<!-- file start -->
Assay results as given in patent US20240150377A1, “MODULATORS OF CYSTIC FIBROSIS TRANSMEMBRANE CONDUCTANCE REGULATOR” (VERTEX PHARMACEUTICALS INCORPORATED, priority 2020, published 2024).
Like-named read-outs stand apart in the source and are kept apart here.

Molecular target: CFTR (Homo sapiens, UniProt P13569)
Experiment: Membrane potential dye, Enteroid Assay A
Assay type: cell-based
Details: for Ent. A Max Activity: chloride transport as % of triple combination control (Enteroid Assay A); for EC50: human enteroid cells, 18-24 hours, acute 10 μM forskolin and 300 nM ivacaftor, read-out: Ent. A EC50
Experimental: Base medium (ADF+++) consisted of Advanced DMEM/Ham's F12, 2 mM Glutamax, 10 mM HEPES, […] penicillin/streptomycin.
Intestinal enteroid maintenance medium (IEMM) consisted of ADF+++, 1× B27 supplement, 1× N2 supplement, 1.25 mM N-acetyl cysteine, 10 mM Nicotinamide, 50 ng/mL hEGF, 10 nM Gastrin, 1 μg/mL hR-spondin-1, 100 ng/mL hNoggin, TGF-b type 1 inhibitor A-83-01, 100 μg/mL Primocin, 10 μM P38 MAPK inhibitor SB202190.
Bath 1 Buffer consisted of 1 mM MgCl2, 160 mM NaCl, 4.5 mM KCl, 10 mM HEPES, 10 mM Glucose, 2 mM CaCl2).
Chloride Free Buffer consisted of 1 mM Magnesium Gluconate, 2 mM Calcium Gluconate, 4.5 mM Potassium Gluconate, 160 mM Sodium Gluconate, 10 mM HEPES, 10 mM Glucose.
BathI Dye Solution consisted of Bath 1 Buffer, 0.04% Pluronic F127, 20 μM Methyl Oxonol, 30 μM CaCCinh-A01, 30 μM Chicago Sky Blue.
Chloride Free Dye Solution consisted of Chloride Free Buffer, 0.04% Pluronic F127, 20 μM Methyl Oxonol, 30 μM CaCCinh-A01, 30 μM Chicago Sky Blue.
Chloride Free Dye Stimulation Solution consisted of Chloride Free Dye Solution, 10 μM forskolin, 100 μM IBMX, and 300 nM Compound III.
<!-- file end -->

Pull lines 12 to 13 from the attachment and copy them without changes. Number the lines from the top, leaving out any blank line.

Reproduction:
Chloride Free Dye Solution consisted of Chloride Free Buffer, 0.04% Pluronic F127, 20 μM Methyl Oxonol, 30 μM CaCCinh-A01, 30 μM Chicago Sky Blue.
Chloride Free Dye Stimulation Solution consisted of Chloride Free Dye Solution, 10 μM forskolin, 100 μM IBMX, and 300 nM Compound III.